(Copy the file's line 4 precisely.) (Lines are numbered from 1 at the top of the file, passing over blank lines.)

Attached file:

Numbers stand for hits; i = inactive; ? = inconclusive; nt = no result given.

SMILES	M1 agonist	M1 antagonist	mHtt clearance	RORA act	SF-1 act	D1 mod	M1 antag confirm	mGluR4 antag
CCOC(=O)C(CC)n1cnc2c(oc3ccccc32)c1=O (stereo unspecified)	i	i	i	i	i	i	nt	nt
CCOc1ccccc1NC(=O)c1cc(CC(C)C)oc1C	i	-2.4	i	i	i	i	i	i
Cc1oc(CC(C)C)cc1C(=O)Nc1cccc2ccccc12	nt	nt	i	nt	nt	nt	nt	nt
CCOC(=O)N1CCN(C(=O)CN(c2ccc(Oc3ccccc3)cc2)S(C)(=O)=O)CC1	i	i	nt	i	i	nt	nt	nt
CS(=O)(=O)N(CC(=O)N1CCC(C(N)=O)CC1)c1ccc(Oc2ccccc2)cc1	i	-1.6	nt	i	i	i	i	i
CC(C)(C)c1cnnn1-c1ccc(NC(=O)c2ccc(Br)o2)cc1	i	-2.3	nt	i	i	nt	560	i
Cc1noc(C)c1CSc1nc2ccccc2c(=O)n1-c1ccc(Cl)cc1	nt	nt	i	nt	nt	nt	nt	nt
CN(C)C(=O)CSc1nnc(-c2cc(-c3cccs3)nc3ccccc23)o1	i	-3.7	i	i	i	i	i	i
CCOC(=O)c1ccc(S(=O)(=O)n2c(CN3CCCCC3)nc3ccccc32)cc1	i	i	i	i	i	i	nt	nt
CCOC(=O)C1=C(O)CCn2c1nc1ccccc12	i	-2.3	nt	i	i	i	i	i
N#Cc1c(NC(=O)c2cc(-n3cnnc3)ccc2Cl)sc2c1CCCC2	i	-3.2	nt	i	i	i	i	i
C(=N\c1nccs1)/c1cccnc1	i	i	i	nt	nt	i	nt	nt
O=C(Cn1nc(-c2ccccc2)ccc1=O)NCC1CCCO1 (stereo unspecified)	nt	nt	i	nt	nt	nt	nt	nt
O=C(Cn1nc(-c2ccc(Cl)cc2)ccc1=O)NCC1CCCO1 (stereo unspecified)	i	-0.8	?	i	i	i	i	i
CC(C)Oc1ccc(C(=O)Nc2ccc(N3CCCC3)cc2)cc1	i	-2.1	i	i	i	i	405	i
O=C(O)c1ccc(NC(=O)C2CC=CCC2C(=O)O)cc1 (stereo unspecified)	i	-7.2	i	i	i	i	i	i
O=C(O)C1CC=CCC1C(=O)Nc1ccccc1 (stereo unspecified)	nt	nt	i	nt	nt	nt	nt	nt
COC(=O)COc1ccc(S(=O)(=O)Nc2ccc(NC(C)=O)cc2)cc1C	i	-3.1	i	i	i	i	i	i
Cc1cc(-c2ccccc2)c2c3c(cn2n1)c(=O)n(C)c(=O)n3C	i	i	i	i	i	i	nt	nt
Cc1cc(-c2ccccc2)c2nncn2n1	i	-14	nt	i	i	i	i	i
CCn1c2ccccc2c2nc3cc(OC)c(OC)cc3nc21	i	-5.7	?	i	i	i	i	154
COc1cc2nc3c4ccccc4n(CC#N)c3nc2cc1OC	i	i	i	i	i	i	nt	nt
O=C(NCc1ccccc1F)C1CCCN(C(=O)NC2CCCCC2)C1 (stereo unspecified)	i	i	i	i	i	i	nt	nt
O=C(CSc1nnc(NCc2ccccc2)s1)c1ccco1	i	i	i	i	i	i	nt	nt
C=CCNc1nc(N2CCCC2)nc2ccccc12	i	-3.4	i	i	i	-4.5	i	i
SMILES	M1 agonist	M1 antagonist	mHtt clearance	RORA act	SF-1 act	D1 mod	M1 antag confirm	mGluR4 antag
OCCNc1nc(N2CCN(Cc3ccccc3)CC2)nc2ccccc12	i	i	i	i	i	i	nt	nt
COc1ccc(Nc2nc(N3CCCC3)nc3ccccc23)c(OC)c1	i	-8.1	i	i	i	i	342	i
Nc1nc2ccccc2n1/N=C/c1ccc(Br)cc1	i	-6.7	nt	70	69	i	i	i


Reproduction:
CCOc1ccccc1NC(=O)c1cc(CC(C)C)oc1C	i	-2.4	i	i	i	i	i	i